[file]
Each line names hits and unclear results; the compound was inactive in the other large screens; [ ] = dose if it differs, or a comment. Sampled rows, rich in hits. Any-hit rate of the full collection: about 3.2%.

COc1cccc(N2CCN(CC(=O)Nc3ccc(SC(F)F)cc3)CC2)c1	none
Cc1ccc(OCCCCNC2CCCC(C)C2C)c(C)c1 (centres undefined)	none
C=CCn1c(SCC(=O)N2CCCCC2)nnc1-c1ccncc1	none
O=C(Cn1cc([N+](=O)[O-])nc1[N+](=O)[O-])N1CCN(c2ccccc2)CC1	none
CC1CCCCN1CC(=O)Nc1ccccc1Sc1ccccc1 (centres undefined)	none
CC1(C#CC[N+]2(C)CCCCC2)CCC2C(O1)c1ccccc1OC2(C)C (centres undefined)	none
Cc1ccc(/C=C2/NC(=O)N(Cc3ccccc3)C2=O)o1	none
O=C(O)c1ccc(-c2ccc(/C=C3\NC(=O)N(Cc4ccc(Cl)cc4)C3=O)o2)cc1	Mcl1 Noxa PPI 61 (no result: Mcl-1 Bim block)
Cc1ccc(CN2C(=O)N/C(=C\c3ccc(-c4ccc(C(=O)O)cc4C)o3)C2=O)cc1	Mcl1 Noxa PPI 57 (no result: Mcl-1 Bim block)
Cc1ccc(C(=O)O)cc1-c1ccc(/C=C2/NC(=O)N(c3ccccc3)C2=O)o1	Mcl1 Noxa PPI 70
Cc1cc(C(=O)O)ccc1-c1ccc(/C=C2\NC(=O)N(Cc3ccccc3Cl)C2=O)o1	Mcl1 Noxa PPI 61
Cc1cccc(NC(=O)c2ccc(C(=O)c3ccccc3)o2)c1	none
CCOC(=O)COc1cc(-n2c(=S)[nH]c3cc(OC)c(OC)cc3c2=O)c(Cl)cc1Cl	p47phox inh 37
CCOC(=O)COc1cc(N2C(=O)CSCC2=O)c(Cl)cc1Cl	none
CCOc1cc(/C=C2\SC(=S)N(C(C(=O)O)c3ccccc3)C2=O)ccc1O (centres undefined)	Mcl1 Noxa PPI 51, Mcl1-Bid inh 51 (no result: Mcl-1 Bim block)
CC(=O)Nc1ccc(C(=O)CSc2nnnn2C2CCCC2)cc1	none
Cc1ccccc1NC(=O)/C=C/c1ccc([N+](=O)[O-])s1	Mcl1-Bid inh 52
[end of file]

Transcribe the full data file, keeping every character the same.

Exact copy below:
Each line names hits and unclear results; the compound was inactive in the other large screens; [ ] = dose if it differs, or a comment. Sampled rows, rich in hits. Any-hit rate of the full collection: about 3.2%.

COc1cccc(N2CCN(CC(=O)Nc3ccc(SC(F)F)cc3)CC2)c1	none
Cc1ccc(OCCCCNC2CCCC(C)C2C)c(C)c1 (centres undefined)	none
C=CCn1c(SCC(=O)N2CCCCC2)nnc1-c1ccncc1	none
O=C(Cn1cc([N+](=O)[O-])nc1[N+](=O)[O-])N1CCN(c2ccccc2)CC1	none
CC1CCCCN1CC(=O)Nc1ccccc1Sc1ccccc1 (centres undefined)	none
CC1(C#CC[N+]2(C)CCCCC2)CCC2C(O1)c1ccccc1OC2(C)C (centres undefined)	none
Cc1ccc(/C=C2/NC(=O)N(Cc3ccccc3)C2=O)o1	none
O=C(O)c1ccc(-c2ccc(/C=C3\NC(=O)N(Cc4ccc(Cl)cc4)C3=O)o2)cc1	Mcl1 Noxa PPI 61 (no result: Mcl-1 Bim block)
Cc1ccc(CN2C(=O)N/C(=C\c3ccc(-c4ccc(C(=O)O)cc4C)o3)C2=O)cc1	Mcl1 Noxa PPI 57 (no result: Mcl-1 Bim block)
Cc1ccc(C(=O)O)cc1-c1ccc(/C=C2/NC(=O)N(c3ccccc3)C2=O)o1	Mcl1 Noxa PPI 70
Cc1cc(C(=O)O)ccc1-c1ccc(/C=C2\NC(=O)N(Cc3ccccc3Cl)C2=O)o1	Mcl1 Noxa PPI 61
Cc1cccc(NC(=O)c2ccc(C(=O)c3ccccc3)o2)c1	none
CCOC(=O)COc1cc(-n2c(=S)[nH]c3cc(OC)c(OC)cc3c2=O)c(Cl)cc1Cl	p47phox inh 37
CCOC(=O)COc1cc(N2C(=O)CSCC2=O)c(Cl)cc1Cl	none
CCOc1cc(/C=C2\SC(=S)N(C(C(=O)O)c3ccccc3)C2=O)ccc1O (centres undefined)	Mcl1 Noxa PPI 51, Mcl1-Bid inh 51 (no result: Mcl-1 Bim block)
CC(=O)Nc1ccc(C(=O)CSc2nnnn2C2CCCC2)cc1	none
Cc1ccccc1NC(=O)/C=C/c1ccc([N+](=O)[O-])s1	Mcl1-Bid inh 52